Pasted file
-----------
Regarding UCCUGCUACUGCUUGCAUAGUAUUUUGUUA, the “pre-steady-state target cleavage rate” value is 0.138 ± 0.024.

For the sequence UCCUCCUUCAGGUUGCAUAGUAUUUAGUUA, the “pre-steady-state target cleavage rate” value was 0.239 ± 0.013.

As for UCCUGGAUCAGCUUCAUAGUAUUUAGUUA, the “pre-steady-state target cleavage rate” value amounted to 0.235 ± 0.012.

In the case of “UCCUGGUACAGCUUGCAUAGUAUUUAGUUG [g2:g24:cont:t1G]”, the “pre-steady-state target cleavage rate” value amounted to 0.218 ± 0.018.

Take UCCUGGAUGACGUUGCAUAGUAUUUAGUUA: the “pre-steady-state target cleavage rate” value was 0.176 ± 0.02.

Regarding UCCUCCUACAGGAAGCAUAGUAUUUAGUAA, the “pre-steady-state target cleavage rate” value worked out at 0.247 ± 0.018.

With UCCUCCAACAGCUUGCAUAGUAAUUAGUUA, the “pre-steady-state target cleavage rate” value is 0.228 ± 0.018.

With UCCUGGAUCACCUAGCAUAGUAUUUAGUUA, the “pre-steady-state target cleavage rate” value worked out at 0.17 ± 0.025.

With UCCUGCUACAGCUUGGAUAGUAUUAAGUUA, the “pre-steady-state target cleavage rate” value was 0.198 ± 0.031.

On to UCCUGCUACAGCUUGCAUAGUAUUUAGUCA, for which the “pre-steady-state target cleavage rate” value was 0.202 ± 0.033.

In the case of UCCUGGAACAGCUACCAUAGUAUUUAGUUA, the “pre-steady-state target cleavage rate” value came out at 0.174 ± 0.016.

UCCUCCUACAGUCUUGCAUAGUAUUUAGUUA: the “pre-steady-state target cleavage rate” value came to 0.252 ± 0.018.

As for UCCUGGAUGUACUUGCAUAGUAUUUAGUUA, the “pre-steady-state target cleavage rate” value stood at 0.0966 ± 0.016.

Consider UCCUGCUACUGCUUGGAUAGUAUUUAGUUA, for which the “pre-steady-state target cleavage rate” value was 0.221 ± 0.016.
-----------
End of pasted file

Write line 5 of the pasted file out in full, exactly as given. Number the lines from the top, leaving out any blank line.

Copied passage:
Take UCCUGGAUGACGUUGCAUAGUAUUUAGUUA: the “pre-steady-state target cleavage rate” value was 0.176 ± 0.02.